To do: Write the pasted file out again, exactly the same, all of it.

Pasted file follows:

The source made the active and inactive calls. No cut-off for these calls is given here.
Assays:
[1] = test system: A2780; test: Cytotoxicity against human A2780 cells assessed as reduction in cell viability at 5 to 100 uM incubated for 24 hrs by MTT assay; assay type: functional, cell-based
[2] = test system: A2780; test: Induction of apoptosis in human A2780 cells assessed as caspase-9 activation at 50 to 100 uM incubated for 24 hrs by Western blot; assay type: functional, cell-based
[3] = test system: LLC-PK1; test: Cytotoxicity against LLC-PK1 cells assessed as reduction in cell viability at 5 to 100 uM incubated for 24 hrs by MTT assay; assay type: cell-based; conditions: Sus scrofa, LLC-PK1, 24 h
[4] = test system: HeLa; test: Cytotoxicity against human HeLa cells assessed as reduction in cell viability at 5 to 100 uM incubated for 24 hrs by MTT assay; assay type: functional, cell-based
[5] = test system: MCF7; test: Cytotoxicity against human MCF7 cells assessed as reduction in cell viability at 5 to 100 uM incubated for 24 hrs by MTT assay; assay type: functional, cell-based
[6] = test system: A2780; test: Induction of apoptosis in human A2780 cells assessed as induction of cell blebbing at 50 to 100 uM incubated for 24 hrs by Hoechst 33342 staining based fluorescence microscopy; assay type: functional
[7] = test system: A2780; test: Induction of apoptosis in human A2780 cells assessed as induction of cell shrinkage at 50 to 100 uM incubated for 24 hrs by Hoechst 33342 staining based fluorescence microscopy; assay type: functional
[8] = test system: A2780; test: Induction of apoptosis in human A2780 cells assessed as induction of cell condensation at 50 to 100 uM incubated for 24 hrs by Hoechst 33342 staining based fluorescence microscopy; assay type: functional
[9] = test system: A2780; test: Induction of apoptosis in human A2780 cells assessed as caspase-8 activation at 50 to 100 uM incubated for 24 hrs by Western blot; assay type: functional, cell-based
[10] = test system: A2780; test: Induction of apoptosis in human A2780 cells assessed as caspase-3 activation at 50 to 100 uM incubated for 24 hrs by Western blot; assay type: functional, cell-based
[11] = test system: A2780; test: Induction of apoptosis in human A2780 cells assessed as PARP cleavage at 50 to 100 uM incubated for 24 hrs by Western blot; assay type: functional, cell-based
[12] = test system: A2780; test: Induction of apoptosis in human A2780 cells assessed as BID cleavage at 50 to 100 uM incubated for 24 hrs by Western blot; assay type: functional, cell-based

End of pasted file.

The source made the active and inactive calls. No cut-off for these calls is given here.
Assays:
[1] = test system: A2780; test: Cytotoxicity against human A2780 cells assessed as reduction in cell viability at 5 to 100 uM incubated for 24 hrs by MTT assay; assay type: functional, cell-based
[2] = test system: A2780; test: Induction of apoptosis in human A2780 cells assessed as caspase-9 activation at 50 to 100 uM incubated for 24 hrs by Western blot; assay type: functional, cell-based
[3] = test system: LLC-PK1; test: Cytotoxicity against LLC-PK1 cells assessed as reduction in cell viability at 5 to 100 uM incubated for 24 hrs by MTT assay; assay type: cell-based; conditions: Sus scrofa, LLC-PK1, 24 h
[4] = test system: HeLa; test: Cytotoxicity against human HeLa cells assessed as reduction in cell viability at 5 to 100 uM incubated for 24 hrs by MTT assay; assay type: functional, cell-based
[5] = test system: MCF7; test: Cytotoxicity against human MCF7 cells assessed as reduction in cell viability at 5 to 100 uM incubated for 24 hrs by MTT assay; assay type: functional, cell-based
[6] = test system: A2780; test: Induction of apoptosis in human A2780 cells assessed as induction of cell blebbing at 50 to 100 uM incubated for 24 hrs by Hoechst 33342 staining based fluorescence microscopy; assay type: functional
[7] = test system: A2780; test: Induction of apoptosis in human A2780 cells assessed as induction of cell shrinkage at 50 to 100 uM incubated for 24 hrs by Hoechst 33342 staining based fluorescence microscopy; assay type: functional
[8] = test system: A2780; test: Induction of apoptosis in human A2780 cells assessed as induction of cell condensation at 50 to 100 uM incubated for 24 hrs by Hoechst 33342 staining based fluorescence microscopy; assay type: functional
[9] = test system: A2780; test: Induction of apoptosis in human A2780 cells assessed as caspase-8 activation at 50 to 100 uM incubated for 24 hrs by Western blot; assay type: functional, cell-based
[10] = test system: A2780; test: Induction of apoptosis in human A2780 cells assessed as caspase-3 activation at 50 to 100 uM incubated for 24 hrs by Western blot; assay type: functional, cell-based
[11] = test system: A2780; test: Induction of apoptosis in human A2780 cells assessed as PARP cleavage at 50 to 100 uM incubated for 24 hrs by Western blot; assay type: functional, cell-based
[12] = test system: A2780; test: Induction of apoptosis in human A2780 cells assessed as BID cleavage at 50 to 100 uM incubated for 24 hrs by Western blot; assay type: functional, cell-based